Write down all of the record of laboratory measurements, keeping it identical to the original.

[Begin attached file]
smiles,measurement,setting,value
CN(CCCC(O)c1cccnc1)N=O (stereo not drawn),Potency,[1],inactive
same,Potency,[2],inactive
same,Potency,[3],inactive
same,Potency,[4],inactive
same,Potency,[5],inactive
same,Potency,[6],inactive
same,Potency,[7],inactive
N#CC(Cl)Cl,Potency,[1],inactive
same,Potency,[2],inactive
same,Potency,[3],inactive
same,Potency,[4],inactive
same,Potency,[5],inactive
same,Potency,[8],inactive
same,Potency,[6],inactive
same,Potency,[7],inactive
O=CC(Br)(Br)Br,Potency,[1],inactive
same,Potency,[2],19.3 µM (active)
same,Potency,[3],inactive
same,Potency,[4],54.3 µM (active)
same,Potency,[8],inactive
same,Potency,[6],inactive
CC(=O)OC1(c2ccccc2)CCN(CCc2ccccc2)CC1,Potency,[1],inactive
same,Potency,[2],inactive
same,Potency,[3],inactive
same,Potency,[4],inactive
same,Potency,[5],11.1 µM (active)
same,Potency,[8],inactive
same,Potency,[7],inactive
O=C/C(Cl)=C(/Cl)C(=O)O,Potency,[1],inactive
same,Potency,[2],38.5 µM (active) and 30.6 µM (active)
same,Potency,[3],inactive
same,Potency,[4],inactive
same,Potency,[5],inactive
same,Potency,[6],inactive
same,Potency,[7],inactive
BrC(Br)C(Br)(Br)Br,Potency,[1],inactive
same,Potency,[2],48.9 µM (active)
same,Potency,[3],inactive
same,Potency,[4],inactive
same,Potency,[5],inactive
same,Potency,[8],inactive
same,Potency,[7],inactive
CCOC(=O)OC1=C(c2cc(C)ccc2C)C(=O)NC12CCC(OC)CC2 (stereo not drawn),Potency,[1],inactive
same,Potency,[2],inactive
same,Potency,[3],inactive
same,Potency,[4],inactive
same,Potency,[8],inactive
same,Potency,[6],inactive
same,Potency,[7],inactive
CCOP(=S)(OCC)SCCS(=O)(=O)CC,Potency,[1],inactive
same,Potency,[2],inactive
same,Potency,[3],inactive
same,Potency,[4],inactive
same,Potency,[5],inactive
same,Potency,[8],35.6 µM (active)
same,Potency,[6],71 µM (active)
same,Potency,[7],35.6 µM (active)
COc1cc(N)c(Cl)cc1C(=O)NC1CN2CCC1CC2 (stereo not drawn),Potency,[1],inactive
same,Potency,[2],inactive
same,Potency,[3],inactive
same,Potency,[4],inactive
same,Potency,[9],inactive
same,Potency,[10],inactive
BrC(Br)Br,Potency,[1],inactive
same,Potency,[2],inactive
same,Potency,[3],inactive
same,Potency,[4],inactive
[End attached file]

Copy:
smiles,measurement,setting,value
CN(CCCC(O)c1cccnc1)N=O (stereo not drawn),Potency,[1],inactive
same,Potency,[2],inactive
same,Potency,[3],inactive
same,Potency,[4],inactive
same,Potency,[5],inactive
same,Potency,[6],inactive
same,Potency,[7],inactive
N#CC(Cl)Cl,Potency,[1],inactive
same,Potency,[2],inactive
same,Potency,[3],inactive
same,Potency,[4],inactive
same,Potency,[5],inactive
same,Potency,[8],inactive
same,Potency,[6],inactive
same,Potency,[7],inactive
O=CC(Br)(Br)Br,Potency,[1],inactive
same,Potency,[2],19.3 µM (active)
same,Potency,[3],inactive
same,Potency,[4],54.3 µM (active)
same,Potency,[8],inactive
same,Potency,[6],inactive
CC(=O)OC1(c2ccccc2)CCN(CCc2ccccc2)CC1,Potency,[1],inactive
same,Potency,[2],inactive
same,Potency,[3],inactive
same,Potency,[4],inactive
same,Potency,[5],11.1 µM (active)
same,Potency,[8],inactive
same,Potency,[7],inactive
O=C/C(Cl)=C(/Cl)C(=O)O,Potency,[1],inactive
same,Potency,[2],38.5 µM (active) and 30.6 µM (active)
same,Potency,[3],inactive
same,Potency,[4],inactive
same,Potency,[5],inactive
same,Potency,[6],inactive
same,Potency,[7],inactive
BrC(Br)C(Br)(Br)Br,Potency,[1],inactive
same,Potency,[2],48.9 µM (active)
same,Potency,[3],inactive
same,Potency,[4],inactive
same,Potency,[5],inactive
same,Potency,[8],inactive
same,Potency,[7],inactive
CCOC(=O)OC1=C(c2cc(C)ccc2C)C(=O)NC12CCC(OC)CC2 (stereo not drawn),Potency,[1],inactive
same,Potency,[2],inactive
same,Potency,[3],inactive
same,Potency,[4],inactive
same,Potency,[8],inactive
same,Potency,[6],inactive
same,Potency,[7],inactive
CCOP(=S)(OCC)SCCS(=O)(=O)CC,Potency,[1],inactive
same,Potency,[2],inactive
same,Potency,[3],inactive
same,Potency,[4],inactive
same,Potency,[5],inactive
same,Potency,[8],35.6 µM (active)
same,Potency,[6],71 µM (active)
same,Potency,[7],35.6 µM (active)
COc1cc(N)c(Cl)cc1C(=O)NC1CN2CCC1CC2 (stereo not drawn),Potency,[1],inactive
same,Potency,[2],inactive
same,Potency,[3],inactive
same,Potency,[4],inactive
same,Potency,[9],inactive
same,Potency,[10],inactive
BrC(Br)Br,Potency,[1],inactive
same,Potency,[2],inactive
same,Potency,[3],inactive
same,Potency,[4],inactive